Tony Hawk's Underground 2 Remix ReviewCain Dornan
The Tony Hawk series of skateboarding titles have long earned themselves a decent reputation for providing a solid, enjoyable take on the extreme sport of skateboarding. With the success of Tony Hawks Underground 2 on home consoles, it was only a matter of time before Activision opted to send the moneymaking, high-selling series onto Sonys impressive portable system. The end result is a satisfying port of Underground 2 onto the PSP, which is virtually identical to its console brother. Apart from the inclusion of four additional levels in the games humorous storyline mode, the game conjures up virtually identical controls, visuals and overall gameplay that was found in its additive console brother.
Veterans of last years console outing will find that Tony Hawks Underground 2 Remix is extremely similar in almost every aspect. The same crew has made a triumphant return, with Jackass Bam Margera offering a thoroughly amusing performance. The games Story Mode, which varies from the games usual career-esque mode that appeared in the Pro Skater series in which the game revolves around a central storyline, pits players into the role of an unknown skater as you attempt to make yourself known on Bam and Tonys World Destruction Tour. Essentially, the tour sends you around the world in a crazy skating fest to determine the overall best skater. Naturally, there are no plans to slowly dawdle around the world and skate on authorized skating parks in an orderly fashion. Rather, you will be turning large sections of cities into your personal citizen-terrorizing skating haven. Such famous locations include Bondi Beach in Australia, Boston in the USA and a classic bull-riding adventure in Spain make a triumphant appearance, providing a varying range of objects and obstacles as you attempt to complete a set collection of goals.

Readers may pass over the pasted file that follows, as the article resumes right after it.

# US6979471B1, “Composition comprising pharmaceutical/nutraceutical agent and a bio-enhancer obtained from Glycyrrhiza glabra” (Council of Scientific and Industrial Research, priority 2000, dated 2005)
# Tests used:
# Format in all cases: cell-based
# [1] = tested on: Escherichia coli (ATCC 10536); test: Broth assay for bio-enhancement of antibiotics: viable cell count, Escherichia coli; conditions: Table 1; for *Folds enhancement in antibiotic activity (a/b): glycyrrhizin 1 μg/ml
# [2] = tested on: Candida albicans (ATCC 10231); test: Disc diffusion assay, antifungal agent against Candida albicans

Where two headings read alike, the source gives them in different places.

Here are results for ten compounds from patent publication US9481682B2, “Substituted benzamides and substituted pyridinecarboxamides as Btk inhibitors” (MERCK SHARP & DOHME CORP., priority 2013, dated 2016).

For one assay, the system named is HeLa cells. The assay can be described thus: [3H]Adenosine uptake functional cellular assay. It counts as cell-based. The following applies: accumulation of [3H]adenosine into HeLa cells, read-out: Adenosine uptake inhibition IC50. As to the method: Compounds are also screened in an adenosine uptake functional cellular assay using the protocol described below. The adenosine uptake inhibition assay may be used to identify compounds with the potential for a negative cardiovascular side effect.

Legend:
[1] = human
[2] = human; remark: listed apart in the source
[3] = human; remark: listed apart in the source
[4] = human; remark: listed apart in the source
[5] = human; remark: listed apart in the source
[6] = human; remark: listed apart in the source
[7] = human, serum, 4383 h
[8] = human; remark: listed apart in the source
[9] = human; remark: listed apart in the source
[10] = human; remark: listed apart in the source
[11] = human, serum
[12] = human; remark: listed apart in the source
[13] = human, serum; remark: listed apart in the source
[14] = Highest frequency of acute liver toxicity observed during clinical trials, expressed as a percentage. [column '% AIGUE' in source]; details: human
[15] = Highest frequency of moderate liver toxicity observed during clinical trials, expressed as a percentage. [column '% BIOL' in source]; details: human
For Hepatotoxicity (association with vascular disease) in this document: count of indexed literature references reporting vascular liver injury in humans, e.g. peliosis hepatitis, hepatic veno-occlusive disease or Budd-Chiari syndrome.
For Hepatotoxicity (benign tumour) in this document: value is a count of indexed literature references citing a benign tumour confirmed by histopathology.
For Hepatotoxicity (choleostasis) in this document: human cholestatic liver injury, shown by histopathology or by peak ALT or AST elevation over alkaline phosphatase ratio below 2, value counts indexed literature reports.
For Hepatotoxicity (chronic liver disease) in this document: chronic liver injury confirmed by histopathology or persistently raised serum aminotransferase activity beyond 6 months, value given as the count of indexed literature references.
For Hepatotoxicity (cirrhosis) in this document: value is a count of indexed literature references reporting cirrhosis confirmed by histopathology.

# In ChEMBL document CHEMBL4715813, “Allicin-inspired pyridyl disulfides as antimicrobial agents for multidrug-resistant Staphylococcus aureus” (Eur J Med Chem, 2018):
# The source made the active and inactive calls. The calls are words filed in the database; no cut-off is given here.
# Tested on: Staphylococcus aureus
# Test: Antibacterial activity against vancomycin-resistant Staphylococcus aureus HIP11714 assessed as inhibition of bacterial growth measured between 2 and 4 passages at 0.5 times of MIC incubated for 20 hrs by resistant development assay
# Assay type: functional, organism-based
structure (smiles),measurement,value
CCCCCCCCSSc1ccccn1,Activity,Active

With each level, you will begin as your unknown fictional character, who is tasked with a variety of challenges that will vary from performing a specific move or combo in a limited area or causing destruction by smashing the remaining windows in an abandoned hotel. A selected famous skater will also be playable, which varies with each level, complete with a separate range of challenges that are usually slightly more difficult than the challenges found with your created character. Adding a bit of tasty variety is the inclusion of additional guest skaters, which range from a barbeque-equipped shrimp vendor on Bondi Beach through to Ben Franklin in Boston. Apart from the humorous visual difference, these skaters also offer a small collection of challenges, which usually stick to the characters background.
For those who grow tired of the games Story Mode, the developer has kindly included a singe player experience that is presented in the classic style. The Classic Mode presents a goal-driven single player experience that is presented in the style that was used throughout the Tony Hawks Pro Skater series. After playing the more interesting Story Mode, it is somewhat difficult to take a step-back and participate in a mode that is obviously several years old. As a result, the Classic Mode is really only intended for the hardcore skating fan, or those who wish to squeeze every once of lifetime available.